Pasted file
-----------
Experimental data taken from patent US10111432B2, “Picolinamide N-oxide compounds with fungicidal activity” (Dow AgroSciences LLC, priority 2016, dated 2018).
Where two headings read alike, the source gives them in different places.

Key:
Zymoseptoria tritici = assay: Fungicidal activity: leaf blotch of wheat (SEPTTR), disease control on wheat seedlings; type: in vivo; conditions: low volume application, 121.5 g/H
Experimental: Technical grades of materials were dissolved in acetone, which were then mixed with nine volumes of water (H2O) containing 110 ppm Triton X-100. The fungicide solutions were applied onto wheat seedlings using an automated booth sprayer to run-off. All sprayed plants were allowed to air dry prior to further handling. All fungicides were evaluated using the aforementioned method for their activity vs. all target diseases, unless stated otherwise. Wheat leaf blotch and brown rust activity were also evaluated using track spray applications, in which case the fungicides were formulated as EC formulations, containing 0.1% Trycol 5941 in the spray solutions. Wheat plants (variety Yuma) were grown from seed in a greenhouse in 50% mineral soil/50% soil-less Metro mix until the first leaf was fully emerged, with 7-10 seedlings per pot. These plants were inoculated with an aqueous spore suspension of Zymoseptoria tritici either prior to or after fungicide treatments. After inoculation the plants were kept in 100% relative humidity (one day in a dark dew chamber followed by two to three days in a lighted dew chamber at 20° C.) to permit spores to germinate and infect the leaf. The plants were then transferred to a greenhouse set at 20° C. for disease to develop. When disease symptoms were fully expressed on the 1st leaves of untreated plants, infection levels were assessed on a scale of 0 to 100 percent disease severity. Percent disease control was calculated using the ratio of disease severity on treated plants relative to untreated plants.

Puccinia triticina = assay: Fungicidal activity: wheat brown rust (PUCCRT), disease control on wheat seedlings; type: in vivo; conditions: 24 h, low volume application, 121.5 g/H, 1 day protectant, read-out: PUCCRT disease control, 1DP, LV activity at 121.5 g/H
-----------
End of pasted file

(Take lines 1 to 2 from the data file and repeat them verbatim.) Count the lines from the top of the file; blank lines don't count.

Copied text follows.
Experimental data taken from patent US10111432B2, “Picolinamide N-oxide compounds with fungicidal activity” (Dow AgroSciences LLC, priority 2016, dated 2018).
Where two headings read alike, the source gives them in different places.